Meanwhile, the 2nd Platoon reached the True Blue campus and rescued 138 medical students. Once again intelligence lapses were encountered. The Rangers were told that an additional 224 students were under guard in a beachfront hotel behind enemy positions near the Grand Anse campus about three kilometers northwest. The Rangers were unaware of the Grand Anse campus. And, when those students were rescued the next day, the Rangers were informed of a third campus on the Lance aux Epines peninsula where 202 more students were held.
At the same time that the 2nd Platoon was freeing American students, the rest of Taylor’s men were busy overcoming the defenders. Elements of Grenadian infantry in BTR armored personnel carriers arrived at the east end of the airfield and encountered a mixed group of units from both the 1st and 2nd battalions. They were met by recoilless rifle gunners from 1/75 and 2/75 as well as fire from M60 machine guns from both battalions. Within minutes the attack was over, with the Rangers having eliminated the threat.
Elsewhere, units of 2/75 quickly cleared the area west and north of the airfield up to Canoe Bay. A Cuban ZSU-23 antiaircraft gun was captured and used to support the Rangers’ advance. Company B was ordered to take the hills on the west side of the airfield that dominated the control tower and terminal. A sharp action ensued, with the Rangers coming under heavy fire. The company’s first sergeant led a team that succeeded in killing two Cubans and capturing another 28. Ranger snipers took out the Cuban mortar positions.
Operation Urgent Fury had cost the U.S. forces 19 killed and 116 wounded. The Cubans lost 25 killed, 59 wounded, and 638 captured. The Grenadian forces suffered 45 killed and 358 wounded, with at least 24 Grenadian civilians killed and an unknown number wounded.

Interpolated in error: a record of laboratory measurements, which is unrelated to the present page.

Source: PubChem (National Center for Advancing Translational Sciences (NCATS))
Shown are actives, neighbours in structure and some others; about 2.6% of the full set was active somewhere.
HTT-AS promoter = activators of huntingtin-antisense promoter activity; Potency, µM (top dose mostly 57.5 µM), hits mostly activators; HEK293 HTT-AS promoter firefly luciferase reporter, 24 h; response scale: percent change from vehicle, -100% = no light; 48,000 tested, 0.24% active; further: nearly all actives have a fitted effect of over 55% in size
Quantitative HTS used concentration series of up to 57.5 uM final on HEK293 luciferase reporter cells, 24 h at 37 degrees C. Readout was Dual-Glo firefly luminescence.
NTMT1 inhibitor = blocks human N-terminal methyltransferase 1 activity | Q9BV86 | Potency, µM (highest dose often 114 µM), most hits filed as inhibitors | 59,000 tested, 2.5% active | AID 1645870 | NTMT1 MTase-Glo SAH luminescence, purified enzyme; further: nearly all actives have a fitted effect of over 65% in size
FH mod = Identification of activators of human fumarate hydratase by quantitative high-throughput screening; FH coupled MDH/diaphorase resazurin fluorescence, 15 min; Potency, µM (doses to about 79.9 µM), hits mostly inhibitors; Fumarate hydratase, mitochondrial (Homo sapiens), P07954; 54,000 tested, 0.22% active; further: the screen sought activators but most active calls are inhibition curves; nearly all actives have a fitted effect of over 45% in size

In the last major action around the airfield, the first sergeant grabbed a Cuban prisoner and ordered him to go into the Cuban camp and get the group to surrender “or else.” Within minutes, the Rangers accepted the surrender of about 175 Cubans. By noon, the airfield was secure and transports carrying vehicles, supplies, and other assault equipment were landing. Before the day was over, the 75th Rangers had occupied the high ground around the airfield and the next stage of their role in Operation Urgent Fury was well under way.
Combat action on the island concluded on Oct. 28 and, after a new government was installed in mid-December, the last American troops left. Operation Urgent Fury had cost the U.S. forces 19 killed and 116 wounded. The Cubans lost 25 killed, 59 wounded, and 638 captured. The Grenadian forces suffered 45 killed and 358 wounded, with at least 24 Grenadian civilians killed and an unknown number wounded.
Then-Chairman of the Joint Chiefs of Staff Gen. John W. Vessey, Jr., was candid about the operation’s failings, and in an interview on the television show Meet the Press on Nov. 6, 1983, he said, “We planned the operation in a very short period of time – in about 48 hours. We planned it with insufficient intelligence for the type of operation we wanted to conduct. … Things did go wrong, but generally the operation was a success.”
Perhaps the greatest success of Operation Urgent Fury was its legacy.
Perhaps the greatest success of Operation Urgent Fury was its legacy. As important as the ground victory in Grenada was, it became secondary to what happened three years later as a result of the lessons learned in October 1983 – the passage of the Goldwater-Nichols Department of Defense Reorganization Act of 1986.
This article was first published in U.S. Special Operations Command – The First 20 Years.